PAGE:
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| Authors||G. Dari-Mattiacci, A.E. Plisecka|
|Title||Luxury in ancient Rome: an economic analysis of the scope, timing and enforcement of sumptuary laws|
|Faculty||Faculty of Law|
Faculty of Economics and Business
|Institute/dept.||FdR: Amsterdam Center for Law & Economics (ACLE)|
FEB: Amsterdam Business School Research Institute (ABS-RI)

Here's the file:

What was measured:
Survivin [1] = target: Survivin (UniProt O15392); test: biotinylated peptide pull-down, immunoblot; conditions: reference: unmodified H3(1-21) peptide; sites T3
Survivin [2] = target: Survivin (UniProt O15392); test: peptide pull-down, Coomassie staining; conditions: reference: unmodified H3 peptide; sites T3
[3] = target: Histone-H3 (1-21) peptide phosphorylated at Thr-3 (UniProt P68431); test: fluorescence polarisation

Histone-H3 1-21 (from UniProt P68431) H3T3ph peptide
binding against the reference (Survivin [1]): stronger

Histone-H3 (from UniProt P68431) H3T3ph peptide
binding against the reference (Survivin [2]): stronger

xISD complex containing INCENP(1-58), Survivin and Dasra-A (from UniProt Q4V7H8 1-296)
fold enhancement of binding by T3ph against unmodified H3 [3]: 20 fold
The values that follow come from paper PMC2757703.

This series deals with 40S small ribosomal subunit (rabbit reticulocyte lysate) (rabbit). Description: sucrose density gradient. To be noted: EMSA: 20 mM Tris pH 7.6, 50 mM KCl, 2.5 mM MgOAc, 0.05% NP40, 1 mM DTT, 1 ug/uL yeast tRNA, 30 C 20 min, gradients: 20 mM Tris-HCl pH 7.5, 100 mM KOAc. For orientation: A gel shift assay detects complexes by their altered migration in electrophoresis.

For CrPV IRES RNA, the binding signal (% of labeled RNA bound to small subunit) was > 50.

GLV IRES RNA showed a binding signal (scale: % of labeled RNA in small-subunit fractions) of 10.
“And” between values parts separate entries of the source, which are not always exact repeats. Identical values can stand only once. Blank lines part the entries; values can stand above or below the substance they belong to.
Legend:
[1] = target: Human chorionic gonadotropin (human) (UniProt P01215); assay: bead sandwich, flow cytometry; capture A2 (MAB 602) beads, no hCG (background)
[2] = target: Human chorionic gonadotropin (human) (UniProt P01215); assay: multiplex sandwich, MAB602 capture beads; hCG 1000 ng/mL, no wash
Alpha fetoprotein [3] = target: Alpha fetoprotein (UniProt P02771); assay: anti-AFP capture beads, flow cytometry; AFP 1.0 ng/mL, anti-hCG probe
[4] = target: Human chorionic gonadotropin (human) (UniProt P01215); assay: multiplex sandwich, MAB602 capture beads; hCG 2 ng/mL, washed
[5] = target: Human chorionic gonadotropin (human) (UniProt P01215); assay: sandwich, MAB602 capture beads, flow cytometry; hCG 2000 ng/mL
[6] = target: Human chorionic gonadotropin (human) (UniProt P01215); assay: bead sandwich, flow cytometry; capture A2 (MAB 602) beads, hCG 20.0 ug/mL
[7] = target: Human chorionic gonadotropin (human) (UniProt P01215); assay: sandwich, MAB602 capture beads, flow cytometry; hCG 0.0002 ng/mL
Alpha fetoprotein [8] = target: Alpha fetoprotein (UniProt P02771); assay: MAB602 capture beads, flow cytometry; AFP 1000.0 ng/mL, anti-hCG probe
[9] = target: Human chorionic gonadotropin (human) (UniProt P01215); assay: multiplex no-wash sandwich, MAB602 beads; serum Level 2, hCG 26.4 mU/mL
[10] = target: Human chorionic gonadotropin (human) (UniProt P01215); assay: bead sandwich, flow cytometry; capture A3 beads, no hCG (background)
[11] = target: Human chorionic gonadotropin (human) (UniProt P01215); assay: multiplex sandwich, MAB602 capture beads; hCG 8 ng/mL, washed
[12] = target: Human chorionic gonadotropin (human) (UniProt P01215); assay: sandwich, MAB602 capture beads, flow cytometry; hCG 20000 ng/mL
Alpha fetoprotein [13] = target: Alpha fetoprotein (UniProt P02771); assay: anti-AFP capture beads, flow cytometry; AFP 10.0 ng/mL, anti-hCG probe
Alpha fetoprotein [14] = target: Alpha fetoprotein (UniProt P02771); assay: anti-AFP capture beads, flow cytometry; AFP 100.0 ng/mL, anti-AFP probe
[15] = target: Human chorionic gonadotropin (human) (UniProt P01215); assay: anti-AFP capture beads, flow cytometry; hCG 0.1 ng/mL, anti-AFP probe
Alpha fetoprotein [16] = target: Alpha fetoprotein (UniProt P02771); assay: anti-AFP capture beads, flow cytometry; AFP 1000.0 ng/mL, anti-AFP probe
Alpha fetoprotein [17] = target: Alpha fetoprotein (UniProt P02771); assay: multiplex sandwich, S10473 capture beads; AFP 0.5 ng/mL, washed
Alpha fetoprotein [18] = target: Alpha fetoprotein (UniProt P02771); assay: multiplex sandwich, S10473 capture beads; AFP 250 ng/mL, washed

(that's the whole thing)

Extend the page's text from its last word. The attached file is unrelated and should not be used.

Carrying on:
|Abstract||Between 182 BC and 18 BC, Roman lawmakers enacted a series of sumptuary laws regulating banquets (including the number of guests and the consumption of specific foods). Enforcement was hardly successful and these regulations had to be reiterated over time. Traditional explanations based on morals, protection of patrimonies and electoral competition do not fully account for the scope, timing and enforcement patterns of such laws. We advance and formalize a novel hypothesis holding that sumptuary legislation originated from the misalignment between political and economic power following the military and economic expansion of Rome in the last two centuries of the Republic. During this period, the senatorial class holding political power lost part of its economic power to the emerging class of the equestrians. This unbalance was resolved at the beginning of the Empire as the senatorial class also lost its political power to the princeps. This hypothesis is discussed against the historical and legal background and presented in a formal model.|
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